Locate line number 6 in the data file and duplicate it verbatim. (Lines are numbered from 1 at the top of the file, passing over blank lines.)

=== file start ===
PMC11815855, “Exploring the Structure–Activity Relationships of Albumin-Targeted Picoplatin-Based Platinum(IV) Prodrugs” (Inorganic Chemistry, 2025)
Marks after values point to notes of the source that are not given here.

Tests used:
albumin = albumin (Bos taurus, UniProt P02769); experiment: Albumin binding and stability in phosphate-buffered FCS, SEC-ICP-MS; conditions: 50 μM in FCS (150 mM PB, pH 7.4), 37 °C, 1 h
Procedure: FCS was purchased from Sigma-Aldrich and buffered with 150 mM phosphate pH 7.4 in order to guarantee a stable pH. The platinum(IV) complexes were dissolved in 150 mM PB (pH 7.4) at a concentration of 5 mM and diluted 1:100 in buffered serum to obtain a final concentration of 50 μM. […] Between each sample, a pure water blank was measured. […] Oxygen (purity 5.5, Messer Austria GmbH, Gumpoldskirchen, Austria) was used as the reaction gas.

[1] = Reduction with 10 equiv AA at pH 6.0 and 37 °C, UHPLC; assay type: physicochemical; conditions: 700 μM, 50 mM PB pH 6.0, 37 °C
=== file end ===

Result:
[1] = Reduction with 10 equiv AA at pH 6.0 and 37 °C, UHPLC; assay type: physicochemical; conditions: 700 μM, 50 mM PB pH 6.0, 37 °C